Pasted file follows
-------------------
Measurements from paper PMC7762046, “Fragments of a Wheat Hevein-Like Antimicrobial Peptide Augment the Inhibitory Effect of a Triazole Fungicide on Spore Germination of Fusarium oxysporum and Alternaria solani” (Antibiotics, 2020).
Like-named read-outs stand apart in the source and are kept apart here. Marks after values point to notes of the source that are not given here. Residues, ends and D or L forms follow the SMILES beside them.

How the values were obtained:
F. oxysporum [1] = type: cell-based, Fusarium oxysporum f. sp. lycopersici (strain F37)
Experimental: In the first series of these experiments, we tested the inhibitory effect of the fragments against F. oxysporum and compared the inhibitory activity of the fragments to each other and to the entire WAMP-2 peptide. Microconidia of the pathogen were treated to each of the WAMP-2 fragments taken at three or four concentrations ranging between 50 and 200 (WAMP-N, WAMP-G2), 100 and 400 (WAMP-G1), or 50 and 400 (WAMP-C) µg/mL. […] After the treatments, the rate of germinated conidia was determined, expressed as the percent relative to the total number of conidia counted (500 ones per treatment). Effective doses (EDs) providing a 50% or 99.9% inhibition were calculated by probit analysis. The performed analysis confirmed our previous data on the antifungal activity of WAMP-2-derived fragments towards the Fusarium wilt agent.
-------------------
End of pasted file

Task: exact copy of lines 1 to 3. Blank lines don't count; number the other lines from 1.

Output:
Measurements from paper PMC7762046, “Fragments of a Wheat Hevein-Like Antimicrobial Peptide Augment the Inhibitory Effect of a Triazole Fungicide on Spore Germination of Fusarium oxysporum and Alternaria solani” (Antibiotics, 2020).
Like-named read-outs stand apart in the source and are kept apart here. Marks after values point to notes of the source that are not given here. Residues, ends and D or L forms follow the SMILES beside them.

How the values were obtained: